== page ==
Mustard greens are a beautiful, nutritious, and easy addition to your fall garden. Here are a few tips for growing them well…
When it comes to fall greens, fewer options are hardier and more nutritious than vibrant, spicy mustard greens!
Mustard is an incredibly healthy addition to your diet, boasting an impressive amount of Vitamins K, C, and A, as well as calcium, copper, iron, and more. This makes mustard greens great for your bones, as well as your teeth, eyes, and immune system.
Mustard does best (and tastes best) during cool weather, so it is best suited for fall, winter, and spring gardens. During hot weather, it tends to bolt, and may become unpleasantly bitter and spicy.
One of my favorite tips is to cook mustard greens in bacon grease and apple cider vinegar with dried fruit or a spoonful of honey – you won’t believe how good they are!
Besides their nutrient value, here are a few other reasons to grow mustard greens, according to The Grow Network:
Easy to Grow
You can have sprouts in days, baby greens in just a couple weeks, mature plants to cut from in 45–50 days, and your own seeds to save and replant in 90 days.
They are vulnerable to certain pests and diseases, but these can be almost completely avoided by growing mustard during cold-weather months.
Mustard can grow in almost any soil type, withstand drought conditions almost as well as wheat, and self-seed to produce a continuous crop with almost no work on your part.
Help Control Pests and Diseases in Your Soil
When chopped and incorporated into your soil just prior to flowering, mustard greens act as a biofumigant. They suppress pests and diseases through the release of inhibitory chemicals created when water and soil enzymes break down the glucosinolates in the greens.
(For more details on mustard as a biofumigant, check out this publication.)
When Allowed to Flower, Make Great Winter Forage for Pollinators Like Honey Bees
Until I discovered the wonders of growing mustard, I had a shortage of bee food for our coldest winter months.
Now, by starting mustard in waves about every two weeks, cutting greens until my new plants come in, and then allowing my old plants to flower, I have another pollen source for those brave foragers that venture out on sunny, slightly warm days.
You can also allow the mustard to flower and set seed, and then collect the seeds to make your own homemade mustard-based condiments! (See recipe here.)
Here are some tips for growing beautiful, healthy, and nutritious mustard greens in your garden:
Mustard is pretty forgiving of poor soil quality. However, if you want faster growing times and really tasty mustard, then plant mustard in loamy garden soil with a pH of about 6.5-6.8.
If you don’t have that, don’t fret—just incorporate a few inches of good compost into whatever soil you have, add a handful of granite or other stone dust, and water deeply a few days before you transplant or seed. Note: This will not give you the best garden soil ever, but since mustard is much less picky than other cole crops, it will get you started.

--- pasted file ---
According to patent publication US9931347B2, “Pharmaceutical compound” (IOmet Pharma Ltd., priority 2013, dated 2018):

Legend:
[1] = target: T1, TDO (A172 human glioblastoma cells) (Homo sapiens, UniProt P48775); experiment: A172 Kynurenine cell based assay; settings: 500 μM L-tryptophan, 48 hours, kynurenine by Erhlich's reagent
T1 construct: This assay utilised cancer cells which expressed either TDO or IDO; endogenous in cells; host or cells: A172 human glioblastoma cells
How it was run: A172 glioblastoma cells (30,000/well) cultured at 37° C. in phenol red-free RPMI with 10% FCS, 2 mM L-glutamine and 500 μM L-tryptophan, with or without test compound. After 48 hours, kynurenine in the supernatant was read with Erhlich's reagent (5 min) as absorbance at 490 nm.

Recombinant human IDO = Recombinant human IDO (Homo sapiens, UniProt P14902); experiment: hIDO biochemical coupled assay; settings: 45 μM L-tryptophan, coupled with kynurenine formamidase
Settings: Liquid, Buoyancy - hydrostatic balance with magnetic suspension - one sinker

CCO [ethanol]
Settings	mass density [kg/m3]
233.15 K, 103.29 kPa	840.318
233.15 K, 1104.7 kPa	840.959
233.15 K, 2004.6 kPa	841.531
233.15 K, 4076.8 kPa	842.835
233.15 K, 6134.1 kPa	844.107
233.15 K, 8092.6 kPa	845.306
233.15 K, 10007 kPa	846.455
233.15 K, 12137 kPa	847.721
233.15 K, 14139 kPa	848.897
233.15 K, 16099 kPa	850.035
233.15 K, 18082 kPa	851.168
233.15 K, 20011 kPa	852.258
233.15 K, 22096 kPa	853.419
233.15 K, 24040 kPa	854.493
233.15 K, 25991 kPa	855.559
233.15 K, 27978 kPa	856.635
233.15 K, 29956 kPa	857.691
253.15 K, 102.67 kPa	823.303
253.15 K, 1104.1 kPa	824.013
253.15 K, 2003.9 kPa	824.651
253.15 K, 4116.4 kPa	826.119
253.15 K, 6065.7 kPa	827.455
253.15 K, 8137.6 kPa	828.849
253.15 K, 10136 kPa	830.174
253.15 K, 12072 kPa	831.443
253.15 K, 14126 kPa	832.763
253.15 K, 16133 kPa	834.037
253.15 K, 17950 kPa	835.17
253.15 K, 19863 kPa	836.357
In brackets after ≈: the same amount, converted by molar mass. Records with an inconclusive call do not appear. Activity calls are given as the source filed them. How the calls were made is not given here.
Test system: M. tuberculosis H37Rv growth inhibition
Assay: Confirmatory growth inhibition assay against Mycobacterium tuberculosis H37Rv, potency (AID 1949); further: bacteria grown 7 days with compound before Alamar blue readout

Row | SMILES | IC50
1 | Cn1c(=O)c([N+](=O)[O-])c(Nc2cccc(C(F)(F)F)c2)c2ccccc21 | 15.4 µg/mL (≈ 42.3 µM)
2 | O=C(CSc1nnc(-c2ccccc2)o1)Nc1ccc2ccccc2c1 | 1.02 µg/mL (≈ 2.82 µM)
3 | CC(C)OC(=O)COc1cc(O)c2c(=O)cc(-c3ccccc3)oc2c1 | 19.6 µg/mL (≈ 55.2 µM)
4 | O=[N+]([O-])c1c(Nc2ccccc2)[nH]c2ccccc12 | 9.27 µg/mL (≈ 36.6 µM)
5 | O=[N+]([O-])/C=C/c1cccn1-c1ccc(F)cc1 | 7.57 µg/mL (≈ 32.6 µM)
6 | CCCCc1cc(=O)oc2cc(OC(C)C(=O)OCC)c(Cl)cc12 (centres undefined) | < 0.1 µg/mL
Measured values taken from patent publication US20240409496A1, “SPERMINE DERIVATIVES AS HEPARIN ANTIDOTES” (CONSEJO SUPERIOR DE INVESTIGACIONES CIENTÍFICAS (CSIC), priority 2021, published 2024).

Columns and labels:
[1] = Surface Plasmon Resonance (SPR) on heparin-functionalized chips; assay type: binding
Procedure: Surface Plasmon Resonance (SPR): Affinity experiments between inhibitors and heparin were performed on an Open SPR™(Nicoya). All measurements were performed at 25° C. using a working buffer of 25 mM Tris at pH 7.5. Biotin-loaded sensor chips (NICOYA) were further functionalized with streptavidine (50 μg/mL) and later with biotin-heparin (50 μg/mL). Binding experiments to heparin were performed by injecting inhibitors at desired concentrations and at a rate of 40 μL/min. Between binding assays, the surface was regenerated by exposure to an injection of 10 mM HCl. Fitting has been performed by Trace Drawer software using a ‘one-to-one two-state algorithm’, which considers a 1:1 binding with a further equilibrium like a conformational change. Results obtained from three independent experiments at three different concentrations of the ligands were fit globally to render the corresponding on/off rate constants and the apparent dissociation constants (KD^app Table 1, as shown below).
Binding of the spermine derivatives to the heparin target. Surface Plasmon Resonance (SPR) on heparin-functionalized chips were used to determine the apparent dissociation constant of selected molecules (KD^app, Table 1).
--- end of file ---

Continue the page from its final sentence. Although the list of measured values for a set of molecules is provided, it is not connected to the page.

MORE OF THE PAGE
Mustard can germinate in soil temperatures as low as 40°F. That means that, depending on your climate, some of you may even be able to start some in your garden now.
Keep in mind that things grow slower when days are short, so you may have to wait a while for seeds to sprout and plants to mature.
For those who live in marginal climates, you can try to start seeds under cloches or cold frames.
Failing that, starting under grow lights and growing out until plants have a few true leaves, then transplanting and protecting under cloches or row covers can also work. If it is just too cold where you live to grow winter mustard, then consider using mustard seed for microgreens to tide you over until you can grow some in the garden.
You can start your seeds in planting, potting, or straight-up garden soil. As far as I can tell, mustard doesn’t care as long as your seed-starting medium is disease free, loose enough for young roots to grow in, and kept moist.
Young Plant Care
If you are growing mustard in cold conditions, juvenile plants may need some additional protection during extended cold or frost periods. Cold frames, cloches, or row covers can all help protect plants until they develop strong roots and even after if you live in extra cold areas.
Though mustard is drought resistant, for the best results in winter, you really want to water regularly until the plants are at least 6 inches tall.
Mature Plant Care
For best flavor and frost resistance, continue to water mature plants. Water at the root rather than the leaves for best cold resistance. Harvest leaves regularly and cut off any flower shoots that form until you are ready to let your plant flower and seed.
You can cut baby greens for use in salads with a pair of scissors. Be careful not to disturb the roots. You can also cut mature greens to chop up and eat raw, sauté, or steam. In addition, flowers can be tossed into salads.
To harvest seeds, dry your seed heads in a paper bag, then shake the bag until the seeds fall out of the pods. Sift or use a fan to blow off the chaff.
Read more about growing mustard greens at TheGrowNetwork.com…